"A cross-platform benchmark."
Do you want to benchmark your computer? No? Don’t be afraid of the truth. Get Geekbench to measure your computer’s speed and compare your results with the rest of the Geekbench community, plus learn a lot more about how well your computer can perform on certain situations. Features include real-world tests for benchmarking your computer under normal occasions, stress tests to figure out problems with your computer and the ability to measure performance in each CPU core separately.
Very easy and straightforward installation that requires no technical knowledge. Wait a few seconds for the main installation process to finish and then start using it. No malicious items are included in the setup and neither do additional advertised software.
The program is available to all Mac OS X, Windows, Linux, Android and iOS users. We'll test the Windows edition here.
Geekbench’s interface doesn’t have much eye-candy, but is decent and organized. In the main window you can see information regarding your system (OS, Processor, Model and Memory) and the Benchamrk Architecture. The latter feature lets you choose between 32-bit benchmarks and 64-bit benchmarks (32-bit benchmarks can be performed on 64-bit OS, but 64-bit benchmarks cannot be performed on 32-bit benchmarks).
Click the “Run Benchmarks” button to start the benchmarking process.
Geekbench is not like other benchmark utilities, and you can figure that out as soon as I explain how it works. First of all, its benchmark test consists of 3 different workloads (workloads are group of tests): Integer, Floating Point and Memory workload.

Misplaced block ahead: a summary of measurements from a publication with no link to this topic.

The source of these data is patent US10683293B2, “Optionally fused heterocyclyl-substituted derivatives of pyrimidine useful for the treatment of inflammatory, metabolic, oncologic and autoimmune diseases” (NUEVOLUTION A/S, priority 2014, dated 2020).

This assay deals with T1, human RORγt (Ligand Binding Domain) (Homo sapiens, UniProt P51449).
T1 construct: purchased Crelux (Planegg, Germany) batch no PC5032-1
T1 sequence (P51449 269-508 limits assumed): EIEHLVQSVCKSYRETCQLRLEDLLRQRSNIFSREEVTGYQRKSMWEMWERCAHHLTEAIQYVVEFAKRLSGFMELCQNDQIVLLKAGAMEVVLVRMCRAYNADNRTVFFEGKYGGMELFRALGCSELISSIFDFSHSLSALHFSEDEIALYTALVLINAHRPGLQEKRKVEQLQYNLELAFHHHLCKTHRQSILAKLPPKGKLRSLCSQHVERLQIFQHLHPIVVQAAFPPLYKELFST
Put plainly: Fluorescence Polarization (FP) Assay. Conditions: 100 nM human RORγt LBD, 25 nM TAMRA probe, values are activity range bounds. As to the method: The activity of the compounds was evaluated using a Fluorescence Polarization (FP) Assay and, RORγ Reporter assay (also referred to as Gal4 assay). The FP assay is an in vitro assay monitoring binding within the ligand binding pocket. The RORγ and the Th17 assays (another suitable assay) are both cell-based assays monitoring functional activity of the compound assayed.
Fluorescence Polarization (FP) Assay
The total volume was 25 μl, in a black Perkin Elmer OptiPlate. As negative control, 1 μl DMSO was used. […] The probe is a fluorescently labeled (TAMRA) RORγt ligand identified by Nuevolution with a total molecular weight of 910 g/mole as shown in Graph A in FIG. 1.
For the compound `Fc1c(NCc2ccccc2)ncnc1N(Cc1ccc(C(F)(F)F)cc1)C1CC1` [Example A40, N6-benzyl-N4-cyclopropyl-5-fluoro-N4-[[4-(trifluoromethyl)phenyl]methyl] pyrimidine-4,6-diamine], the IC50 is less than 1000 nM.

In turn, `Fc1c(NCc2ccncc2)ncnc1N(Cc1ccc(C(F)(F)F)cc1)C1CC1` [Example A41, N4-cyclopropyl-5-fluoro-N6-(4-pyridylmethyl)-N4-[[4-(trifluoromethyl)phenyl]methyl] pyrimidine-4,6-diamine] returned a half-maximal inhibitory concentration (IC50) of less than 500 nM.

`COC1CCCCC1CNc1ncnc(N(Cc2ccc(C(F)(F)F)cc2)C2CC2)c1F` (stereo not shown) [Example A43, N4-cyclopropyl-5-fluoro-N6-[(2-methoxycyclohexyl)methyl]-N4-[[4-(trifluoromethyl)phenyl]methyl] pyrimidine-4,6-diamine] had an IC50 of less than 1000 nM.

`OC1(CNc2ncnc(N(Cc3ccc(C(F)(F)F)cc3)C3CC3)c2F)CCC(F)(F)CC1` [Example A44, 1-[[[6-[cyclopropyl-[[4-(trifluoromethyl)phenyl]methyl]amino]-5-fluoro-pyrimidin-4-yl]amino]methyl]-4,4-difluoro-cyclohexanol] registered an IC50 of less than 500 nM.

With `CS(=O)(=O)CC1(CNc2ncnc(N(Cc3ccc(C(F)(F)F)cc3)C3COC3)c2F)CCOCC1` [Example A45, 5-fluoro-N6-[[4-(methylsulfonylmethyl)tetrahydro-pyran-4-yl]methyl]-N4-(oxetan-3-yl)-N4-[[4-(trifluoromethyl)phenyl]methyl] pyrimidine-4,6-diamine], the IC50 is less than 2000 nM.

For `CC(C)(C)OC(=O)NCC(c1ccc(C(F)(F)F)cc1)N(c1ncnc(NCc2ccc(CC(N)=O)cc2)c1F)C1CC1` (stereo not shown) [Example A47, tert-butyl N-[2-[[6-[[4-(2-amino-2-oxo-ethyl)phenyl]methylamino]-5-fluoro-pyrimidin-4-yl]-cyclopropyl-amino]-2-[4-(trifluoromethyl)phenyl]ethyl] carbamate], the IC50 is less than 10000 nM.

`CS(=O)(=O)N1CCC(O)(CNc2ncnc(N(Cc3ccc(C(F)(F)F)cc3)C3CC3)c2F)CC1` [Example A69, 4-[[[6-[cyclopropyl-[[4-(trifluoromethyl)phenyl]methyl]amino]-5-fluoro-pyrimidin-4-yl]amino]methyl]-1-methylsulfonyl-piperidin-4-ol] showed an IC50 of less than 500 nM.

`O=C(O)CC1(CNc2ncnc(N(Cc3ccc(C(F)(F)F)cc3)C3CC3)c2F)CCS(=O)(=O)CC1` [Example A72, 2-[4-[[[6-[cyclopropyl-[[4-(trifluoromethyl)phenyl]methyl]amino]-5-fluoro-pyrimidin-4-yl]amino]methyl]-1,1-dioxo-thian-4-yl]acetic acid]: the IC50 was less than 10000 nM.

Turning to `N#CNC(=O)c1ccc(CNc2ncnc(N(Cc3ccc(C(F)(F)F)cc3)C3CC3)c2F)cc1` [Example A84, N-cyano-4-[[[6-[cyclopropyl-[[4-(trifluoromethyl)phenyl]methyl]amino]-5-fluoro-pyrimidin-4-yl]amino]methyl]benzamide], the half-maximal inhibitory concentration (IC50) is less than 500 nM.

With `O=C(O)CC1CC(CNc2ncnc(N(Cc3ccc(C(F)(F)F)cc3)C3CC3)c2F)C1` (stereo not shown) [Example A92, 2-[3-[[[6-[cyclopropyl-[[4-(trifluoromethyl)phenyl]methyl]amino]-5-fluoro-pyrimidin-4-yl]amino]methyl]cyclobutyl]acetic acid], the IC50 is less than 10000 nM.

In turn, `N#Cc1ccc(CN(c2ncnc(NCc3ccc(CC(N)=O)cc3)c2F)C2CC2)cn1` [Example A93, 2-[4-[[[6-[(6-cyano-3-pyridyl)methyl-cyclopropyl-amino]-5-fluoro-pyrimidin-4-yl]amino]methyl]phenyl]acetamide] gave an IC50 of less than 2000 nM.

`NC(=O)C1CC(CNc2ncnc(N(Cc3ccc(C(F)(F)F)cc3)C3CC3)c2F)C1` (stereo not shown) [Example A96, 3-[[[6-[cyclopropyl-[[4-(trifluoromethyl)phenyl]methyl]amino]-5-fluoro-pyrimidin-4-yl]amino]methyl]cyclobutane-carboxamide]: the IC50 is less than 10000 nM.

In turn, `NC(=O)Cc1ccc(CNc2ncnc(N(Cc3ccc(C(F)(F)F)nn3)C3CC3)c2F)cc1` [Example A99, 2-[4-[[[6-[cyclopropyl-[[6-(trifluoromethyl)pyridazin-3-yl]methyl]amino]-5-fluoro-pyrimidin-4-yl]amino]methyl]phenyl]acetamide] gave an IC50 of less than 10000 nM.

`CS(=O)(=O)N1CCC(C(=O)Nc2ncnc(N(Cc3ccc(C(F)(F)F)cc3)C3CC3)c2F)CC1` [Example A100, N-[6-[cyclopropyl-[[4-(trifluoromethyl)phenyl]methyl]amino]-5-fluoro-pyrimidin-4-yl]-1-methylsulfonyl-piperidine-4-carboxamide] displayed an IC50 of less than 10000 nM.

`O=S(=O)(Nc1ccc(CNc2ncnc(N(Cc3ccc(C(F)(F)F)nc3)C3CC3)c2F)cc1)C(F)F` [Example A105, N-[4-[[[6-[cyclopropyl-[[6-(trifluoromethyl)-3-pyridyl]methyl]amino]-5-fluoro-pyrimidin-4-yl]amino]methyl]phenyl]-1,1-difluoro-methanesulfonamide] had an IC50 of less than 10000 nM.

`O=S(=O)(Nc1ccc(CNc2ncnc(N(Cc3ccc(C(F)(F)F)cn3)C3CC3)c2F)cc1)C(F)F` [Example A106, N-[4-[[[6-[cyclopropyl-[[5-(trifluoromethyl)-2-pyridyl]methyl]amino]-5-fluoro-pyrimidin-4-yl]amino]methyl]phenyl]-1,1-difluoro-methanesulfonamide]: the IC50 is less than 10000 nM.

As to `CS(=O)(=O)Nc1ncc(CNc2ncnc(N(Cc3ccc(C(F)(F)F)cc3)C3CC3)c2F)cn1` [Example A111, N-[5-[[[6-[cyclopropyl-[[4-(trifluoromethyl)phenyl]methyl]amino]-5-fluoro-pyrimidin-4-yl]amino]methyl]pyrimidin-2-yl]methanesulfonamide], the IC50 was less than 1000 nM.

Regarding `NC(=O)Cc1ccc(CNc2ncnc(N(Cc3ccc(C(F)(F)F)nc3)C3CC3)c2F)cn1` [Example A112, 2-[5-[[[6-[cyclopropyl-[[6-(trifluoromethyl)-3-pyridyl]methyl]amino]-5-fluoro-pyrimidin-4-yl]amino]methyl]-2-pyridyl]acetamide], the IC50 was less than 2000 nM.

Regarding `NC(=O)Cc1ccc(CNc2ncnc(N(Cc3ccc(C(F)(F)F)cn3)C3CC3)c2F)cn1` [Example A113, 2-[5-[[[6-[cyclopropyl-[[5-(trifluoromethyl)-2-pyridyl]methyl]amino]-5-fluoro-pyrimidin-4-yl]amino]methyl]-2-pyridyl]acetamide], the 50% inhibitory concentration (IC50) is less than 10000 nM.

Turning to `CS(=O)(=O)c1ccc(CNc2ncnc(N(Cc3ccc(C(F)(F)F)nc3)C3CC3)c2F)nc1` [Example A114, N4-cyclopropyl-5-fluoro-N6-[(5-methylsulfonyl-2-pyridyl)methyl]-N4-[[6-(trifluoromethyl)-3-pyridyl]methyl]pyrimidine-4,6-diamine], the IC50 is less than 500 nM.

The integer workload performs various tests related to cryptography mostly and make heavy use of integer instructions (like most computer software). The performed benchmarks are AES, Twofish, SHA1, SHA2, BZip2 compression and decompression, JPEG compression and decompression, PNG compression and decompression, Sobel, Lua and Dijkstra.
Floating Point workloads perform tasks that make heavy use of floating-point operations, and are mostly related to mathematical concepts and methods. Those included are Black-Scholes, Mandelbrot, Sharpen image, Blur image, SGEMM and DGEMM (Single and Double precision GEneral Matrix Multiplication, SFFT and DFFT (Single and Double precision Fast Fourier Transform), N-Body and Ray Trace.
Memory workloads measure memory bandwidth by performing the following tests: STREAM copy, STREAM scale, STREAM, add and STREAM triad (those tests are called the STREAM benchmarks).
For detailed information regarding the workloads and each benchmark, you can visit these links:
Another interesting feature in Geekbench is its Stress Test. This operation runs the program’s multi-threaded benchmarks in a loop in order to place a lot of stress on the processor and other hardware components. The reports of the Stress Test include the following statistics: Iterations, Elapsed reports, Errors Detected, Average Score, Top Score and Latest Score. There are two ways to see whether your computer experiences problems; first, by checking the Average Score and Latest Score and comparing it to the Top Score (if they are by far lower than the Top Score then there’s probably an overheating issue with the processor) and second, if there are errors detected in the respective field of the generated report. Unfortunately, in this case it’s not easy to tell what the problem is.
Novabench (free), CINEBENCH (free), Xbench (free, Mac only), PerformanceTest (paid) and AIDA64 (paid) are all benchmarking tools with many capabilities. The last one (AIDA64) also has a set of overclocking, fine-tuning and troubleshooting tools and is suitable for more experienced users.
Geekbench is a well-known and accurate benchmarking tool that can measure your computer’s true speed and performance. Real geeks use Geekbench.
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